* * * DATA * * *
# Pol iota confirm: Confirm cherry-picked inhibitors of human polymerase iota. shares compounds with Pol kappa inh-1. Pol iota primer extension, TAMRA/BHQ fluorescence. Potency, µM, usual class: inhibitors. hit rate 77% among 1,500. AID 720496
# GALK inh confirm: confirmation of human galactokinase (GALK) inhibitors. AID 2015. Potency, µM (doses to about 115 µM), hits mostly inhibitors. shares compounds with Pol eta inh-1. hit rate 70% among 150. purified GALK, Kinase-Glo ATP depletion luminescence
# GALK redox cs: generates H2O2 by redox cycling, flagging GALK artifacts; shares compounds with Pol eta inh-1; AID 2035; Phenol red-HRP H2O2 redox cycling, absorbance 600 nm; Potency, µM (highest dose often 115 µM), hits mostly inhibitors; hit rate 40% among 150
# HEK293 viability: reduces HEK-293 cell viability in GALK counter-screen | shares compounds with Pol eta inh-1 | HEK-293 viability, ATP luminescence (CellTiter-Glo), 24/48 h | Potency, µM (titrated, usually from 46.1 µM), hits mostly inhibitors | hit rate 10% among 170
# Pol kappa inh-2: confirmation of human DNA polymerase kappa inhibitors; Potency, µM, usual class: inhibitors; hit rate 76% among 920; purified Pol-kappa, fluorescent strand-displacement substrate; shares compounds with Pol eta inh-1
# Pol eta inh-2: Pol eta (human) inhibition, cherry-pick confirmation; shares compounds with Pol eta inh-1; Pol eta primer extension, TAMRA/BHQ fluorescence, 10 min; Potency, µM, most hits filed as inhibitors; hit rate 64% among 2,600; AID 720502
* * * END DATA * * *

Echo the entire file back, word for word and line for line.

# Pol iota confirm: Confirm cherry-picked inhibitors of human polymerase iota. shares compounds with Pol kappa inh-1. Pol iota primer extension, TAMRA/BHQ fluorescence. Potency, µM, usual class: inhibitors. hit rate 77% among 1,500. AID 720496
# GALK inh confirm: confirmation of human galactokinase (GALK) inhibitors. AID 2015. Potency, µM (doses to about 115 µM), hits mostly inhibitors. shares compounds with Pol eta inh-1. hit rate 70% among 150. purified GALK, Kinase-Glo ATP depletion luminescence
# GALK redox cs: generates H2O2 by redox cycling, flagging GALK artifacts; shares compounds with Pol eta inh-1; AID 2035; Phenol red-HRP H2O2 redox cycling, absorbance 600 nm; Potency, µM (highest dose often 115 µM), hits mostly inhibitors; hit rate 40% among 150
# HEK293 viability: reduces HEK-293 cell viability in GALK counter-screen | shares compounds with Pol eta inh-1 | HEK-293 viability, ATP luminescence (CellTiter-Glo), 24/48 h | Potency, µM (titrated, usually from 46.1 µM), hits mostly inhibitors | hit rate 10% among 170
# Pol kappa inh-2: confirmation of human DNA polymerase kappa inhibitors; Potency, µM, usual class: inhibitors; hit rate 76% among 920; purified Pol-kappa, fluorescent strand-displacement substrate; shares compounds with Pol eta inh-1
# Pol eta inh-2: Pol eta (human) inhibition, cherry-pick confirmation; shares compounds with Pol eta inh-1; Pol eta primer extension, TAMRA/BHQ fluorescence, 10 min; Potency, µM, most hits filed as inhibitors; hit rate 64% among 2,600; AID 720502